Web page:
19 July 2007 | Paul Snell
Manufacturers will get the maximum benefits from low-cost countries only if they have a long-term strategy.
This is the view of Lee Hopley, senior economist at manufacturers' organisation EEF. It follows the publication of a report by the group and accountancy firm BDO Stoy Hayward into potential low-cost manufacturing locations.
Hopley told SM
it would take time for economies in Vietnam, Indonesia and Thailand to develop, and for firms to take advantage of new relationships.
She also said low-cost markets would only remain competitive if people invested in developing and servicing the markets, rather than just sourcing from them. "If it is just about cost-cutting, there will always be another lower-cost location coming up," she said.
The report, Global Challenge - Opportunities and threats for UK manufacturers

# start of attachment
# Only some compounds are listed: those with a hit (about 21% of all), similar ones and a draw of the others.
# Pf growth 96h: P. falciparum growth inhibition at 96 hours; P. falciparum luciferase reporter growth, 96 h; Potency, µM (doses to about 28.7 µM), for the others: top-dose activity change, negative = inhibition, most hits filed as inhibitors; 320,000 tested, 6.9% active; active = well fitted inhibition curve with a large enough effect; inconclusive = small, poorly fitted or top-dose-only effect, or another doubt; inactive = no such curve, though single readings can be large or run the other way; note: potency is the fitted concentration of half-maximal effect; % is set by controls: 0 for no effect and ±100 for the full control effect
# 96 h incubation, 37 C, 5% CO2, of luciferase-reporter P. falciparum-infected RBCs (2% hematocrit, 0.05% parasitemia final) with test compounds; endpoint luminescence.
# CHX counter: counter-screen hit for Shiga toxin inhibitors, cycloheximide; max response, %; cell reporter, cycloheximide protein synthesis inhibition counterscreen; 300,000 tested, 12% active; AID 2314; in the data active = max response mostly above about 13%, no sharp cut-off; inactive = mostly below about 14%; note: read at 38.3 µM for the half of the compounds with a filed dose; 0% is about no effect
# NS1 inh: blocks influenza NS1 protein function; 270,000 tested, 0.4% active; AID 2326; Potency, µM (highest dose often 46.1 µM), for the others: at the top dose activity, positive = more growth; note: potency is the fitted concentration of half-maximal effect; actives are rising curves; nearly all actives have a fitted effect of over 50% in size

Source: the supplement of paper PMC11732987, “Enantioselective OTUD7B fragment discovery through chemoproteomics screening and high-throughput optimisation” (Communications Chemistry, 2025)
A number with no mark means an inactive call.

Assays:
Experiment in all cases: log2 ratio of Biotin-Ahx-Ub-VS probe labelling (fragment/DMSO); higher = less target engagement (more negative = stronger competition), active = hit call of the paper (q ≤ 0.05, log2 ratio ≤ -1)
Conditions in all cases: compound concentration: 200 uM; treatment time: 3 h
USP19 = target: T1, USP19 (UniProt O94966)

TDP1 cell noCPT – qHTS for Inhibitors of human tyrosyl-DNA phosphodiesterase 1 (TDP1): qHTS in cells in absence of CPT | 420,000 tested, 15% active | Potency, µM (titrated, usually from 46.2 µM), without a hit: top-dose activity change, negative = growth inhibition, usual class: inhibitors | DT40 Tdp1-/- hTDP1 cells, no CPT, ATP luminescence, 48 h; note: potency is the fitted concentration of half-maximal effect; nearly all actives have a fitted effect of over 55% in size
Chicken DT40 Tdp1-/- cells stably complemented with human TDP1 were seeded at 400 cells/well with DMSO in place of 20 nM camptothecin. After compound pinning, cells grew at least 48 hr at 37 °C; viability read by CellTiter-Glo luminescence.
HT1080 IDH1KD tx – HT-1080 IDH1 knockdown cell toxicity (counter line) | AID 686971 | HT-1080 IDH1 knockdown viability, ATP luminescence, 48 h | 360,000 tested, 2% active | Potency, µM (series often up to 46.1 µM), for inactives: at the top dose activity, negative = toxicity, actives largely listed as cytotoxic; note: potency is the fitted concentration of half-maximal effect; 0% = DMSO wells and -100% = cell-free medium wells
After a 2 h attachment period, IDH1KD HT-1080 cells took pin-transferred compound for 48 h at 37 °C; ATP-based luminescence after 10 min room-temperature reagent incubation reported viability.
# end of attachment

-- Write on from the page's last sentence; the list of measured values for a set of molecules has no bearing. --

, said other low-cost locations in south-east Asia are looking to emulate the success of China.
Vietnam, whose economy is growing by around 7.5 per cent per year, recently joined the World Trade Organisation and has low labour costs. Intel, Canon and Nike all manufacture there. But the report said smaller suppliers are finding it difficult to expand.
Thailand was praised for the quality of its supply chains and economic stability. It is popular with automotive firms such as Toyota and Honda, but higher labour costs make it difficult to compete on price.
Indonesia benefits from a huge labour force, but suffers from corruption, low skill levels and underdeveloped infrastructure.
The report added moving to low-cost countries is not a "silver bullet" and that manufacturers can only achieve lasting improvements through sustained innovation and effort.